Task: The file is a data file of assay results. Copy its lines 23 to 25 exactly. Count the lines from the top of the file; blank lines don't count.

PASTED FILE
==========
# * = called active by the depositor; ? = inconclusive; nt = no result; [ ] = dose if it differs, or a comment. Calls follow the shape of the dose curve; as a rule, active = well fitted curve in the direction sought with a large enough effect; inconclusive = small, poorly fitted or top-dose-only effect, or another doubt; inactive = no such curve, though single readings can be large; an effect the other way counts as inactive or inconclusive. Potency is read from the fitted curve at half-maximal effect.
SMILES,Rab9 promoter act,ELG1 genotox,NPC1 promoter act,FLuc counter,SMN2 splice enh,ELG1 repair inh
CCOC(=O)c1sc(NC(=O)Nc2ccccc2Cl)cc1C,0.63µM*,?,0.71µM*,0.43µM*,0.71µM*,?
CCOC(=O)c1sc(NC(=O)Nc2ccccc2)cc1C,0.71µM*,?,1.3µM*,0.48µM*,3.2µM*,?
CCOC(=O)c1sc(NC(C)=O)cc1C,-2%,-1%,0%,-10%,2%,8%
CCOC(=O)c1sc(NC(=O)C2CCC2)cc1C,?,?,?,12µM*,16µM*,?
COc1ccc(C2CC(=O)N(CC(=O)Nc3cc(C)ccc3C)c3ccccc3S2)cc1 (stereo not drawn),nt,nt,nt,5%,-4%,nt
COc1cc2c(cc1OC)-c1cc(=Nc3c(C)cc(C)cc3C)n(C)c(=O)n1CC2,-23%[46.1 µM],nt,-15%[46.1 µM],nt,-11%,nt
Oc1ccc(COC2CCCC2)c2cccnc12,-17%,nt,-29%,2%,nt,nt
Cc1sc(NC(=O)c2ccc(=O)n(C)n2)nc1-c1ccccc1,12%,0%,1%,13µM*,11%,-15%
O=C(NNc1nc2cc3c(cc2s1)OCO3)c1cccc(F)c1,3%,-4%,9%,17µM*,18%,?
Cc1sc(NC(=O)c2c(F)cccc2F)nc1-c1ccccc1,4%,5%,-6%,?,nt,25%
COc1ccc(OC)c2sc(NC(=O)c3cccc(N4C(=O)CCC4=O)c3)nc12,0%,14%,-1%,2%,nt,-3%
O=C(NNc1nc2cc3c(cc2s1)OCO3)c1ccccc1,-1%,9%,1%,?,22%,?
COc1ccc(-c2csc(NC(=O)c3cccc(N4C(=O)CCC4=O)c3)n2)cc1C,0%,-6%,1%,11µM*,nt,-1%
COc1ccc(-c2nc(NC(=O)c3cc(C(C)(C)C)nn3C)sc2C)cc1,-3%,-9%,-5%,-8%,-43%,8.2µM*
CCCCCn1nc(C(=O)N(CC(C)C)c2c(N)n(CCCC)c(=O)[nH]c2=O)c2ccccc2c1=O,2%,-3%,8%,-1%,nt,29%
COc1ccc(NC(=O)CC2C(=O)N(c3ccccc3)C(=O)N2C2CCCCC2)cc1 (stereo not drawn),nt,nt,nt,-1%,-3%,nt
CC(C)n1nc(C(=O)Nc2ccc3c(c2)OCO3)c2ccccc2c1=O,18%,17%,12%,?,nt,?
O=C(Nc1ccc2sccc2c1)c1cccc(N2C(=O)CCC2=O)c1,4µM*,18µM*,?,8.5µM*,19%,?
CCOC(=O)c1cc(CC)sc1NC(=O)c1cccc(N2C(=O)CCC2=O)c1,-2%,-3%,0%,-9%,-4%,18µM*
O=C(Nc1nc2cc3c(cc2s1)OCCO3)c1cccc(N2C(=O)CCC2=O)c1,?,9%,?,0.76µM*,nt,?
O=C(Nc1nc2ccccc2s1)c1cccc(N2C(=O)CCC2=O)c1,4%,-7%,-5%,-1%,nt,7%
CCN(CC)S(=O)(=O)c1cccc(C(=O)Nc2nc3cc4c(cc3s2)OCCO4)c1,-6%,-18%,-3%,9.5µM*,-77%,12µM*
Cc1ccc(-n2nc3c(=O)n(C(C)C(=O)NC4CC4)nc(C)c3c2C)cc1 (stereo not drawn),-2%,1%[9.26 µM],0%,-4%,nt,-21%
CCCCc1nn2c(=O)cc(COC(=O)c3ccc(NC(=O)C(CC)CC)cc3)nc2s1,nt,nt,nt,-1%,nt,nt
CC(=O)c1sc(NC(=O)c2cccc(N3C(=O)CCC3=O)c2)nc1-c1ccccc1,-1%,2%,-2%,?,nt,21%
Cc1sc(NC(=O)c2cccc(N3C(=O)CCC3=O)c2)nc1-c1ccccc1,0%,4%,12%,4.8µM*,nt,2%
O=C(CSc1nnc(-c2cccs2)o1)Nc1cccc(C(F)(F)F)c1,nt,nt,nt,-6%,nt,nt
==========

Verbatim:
O=C(Nc1nc2ccccc2s1)c1cccc(N2C(=O)CCC2=O)c1,4%,-7%,-5%,-1%,nt,7%
CCN(CC)S(=O)(=O)c1cccc(C(=O)Nc2nc3cc4c(cc3s2)OCCO4)c1,-6%,-18%,-3%,9.5µM*,-77%,12µM*
Cc1ccc(-n2nc3c(=O)n(C(C)C(=O)NC4CC4)nc(C)c3c2C)cc1 (stereo not drawn),-2%,1%[9.26 µM],0%,-4%,nt,-21%